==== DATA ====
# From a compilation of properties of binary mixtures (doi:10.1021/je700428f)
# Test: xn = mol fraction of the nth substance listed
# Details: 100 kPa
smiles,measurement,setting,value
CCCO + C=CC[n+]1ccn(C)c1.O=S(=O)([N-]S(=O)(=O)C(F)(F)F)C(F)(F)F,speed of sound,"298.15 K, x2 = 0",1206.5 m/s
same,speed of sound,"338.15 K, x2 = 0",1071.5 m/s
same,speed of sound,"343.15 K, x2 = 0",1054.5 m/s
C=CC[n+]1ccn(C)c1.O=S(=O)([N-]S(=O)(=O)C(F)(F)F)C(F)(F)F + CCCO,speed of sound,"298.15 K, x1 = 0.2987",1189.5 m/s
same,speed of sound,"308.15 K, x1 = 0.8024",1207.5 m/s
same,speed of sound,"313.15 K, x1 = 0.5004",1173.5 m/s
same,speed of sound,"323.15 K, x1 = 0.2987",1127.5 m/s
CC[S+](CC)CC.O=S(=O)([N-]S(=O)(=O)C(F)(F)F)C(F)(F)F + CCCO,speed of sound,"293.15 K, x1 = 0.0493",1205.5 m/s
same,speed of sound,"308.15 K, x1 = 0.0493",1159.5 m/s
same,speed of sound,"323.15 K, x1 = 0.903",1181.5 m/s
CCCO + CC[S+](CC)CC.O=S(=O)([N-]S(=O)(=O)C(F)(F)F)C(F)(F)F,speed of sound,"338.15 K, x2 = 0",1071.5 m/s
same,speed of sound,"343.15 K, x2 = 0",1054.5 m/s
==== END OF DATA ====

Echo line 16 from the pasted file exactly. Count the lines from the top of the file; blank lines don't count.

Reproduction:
same,speed of sound,"343.15 K, x2 = 0",1054.5 m/s